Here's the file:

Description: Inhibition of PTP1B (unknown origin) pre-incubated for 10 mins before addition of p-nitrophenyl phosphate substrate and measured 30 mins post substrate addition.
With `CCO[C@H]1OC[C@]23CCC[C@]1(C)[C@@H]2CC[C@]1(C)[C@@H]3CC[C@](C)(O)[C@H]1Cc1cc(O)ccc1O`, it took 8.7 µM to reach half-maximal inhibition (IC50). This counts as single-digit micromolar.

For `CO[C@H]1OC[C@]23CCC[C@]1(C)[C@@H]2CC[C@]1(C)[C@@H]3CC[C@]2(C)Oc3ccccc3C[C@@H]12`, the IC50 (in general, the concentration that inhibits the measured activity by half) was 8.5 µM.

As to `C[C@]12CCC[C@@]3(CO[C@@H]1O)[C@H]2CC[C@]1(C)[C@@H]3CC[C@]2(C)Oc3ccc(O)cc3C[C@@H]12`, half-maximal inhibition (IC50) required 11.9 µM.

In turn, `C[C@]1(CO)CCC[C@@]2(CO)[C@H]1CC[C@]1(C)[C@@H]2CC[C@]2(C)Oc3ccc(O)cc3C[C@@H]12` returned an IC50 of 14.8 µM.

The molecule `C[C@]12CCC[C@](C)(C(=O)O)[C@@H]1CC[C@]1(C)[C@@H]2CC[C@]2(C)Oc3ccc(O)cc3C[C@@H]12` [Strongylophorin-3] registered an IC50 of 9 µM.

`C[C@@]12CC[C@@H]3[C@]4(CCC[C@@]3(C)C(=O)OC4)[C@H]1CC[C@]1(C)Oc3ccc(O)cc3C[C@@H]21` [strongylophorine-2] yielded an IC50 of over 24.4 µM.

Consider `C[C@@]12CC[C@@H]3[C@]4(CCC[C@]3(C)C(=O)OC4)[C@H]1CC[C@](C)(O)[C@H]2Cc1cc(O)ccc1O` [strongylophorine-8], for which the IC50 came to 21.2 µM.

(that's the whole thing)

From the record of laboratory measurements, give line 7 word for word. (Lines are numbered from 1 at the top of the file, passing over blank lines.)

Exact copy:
`C[C@@]12CC[C@@H]3[C@]4(CCC[C@@]3(C)C(=O)OC4)[C@H]1CC[C@]1(C)Oc3ccc(O)cc3C[C@@H]21` [strongylophorine-2] yielded an IC50 of over 24.4 µM.